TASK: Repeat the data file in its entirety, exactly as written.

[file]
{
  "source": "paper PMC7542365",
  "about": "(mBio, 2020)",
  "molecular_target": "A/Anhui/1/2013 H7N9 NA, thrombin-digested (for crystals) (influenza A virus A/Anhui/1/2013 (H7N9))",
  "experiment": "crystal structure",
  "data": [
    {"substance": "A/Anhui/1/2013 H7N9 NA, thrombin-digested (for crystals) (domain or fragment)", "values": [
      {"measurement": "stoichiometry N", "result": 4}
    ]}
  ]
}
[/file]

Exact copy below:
{
  "source": "paper PMC7542365",
  "about": "(mBio, 2020)",
  "molecular_target": "A/Anhui/1/2013 H7N9 NA, thrombin-digested (for crystals) (influenza A virus A/Anhui/1/2013 (H7N9))",
  "experiment": "crystal structure",
  "data": [
    {"substance": "A/Anhui/1/2013 H7N9 NA, thrombin-digested (for crystals) (domain or fragment)", "values": [
      {"measurement": "stoichiometry N", "result": 4}
    ]}
  ]
}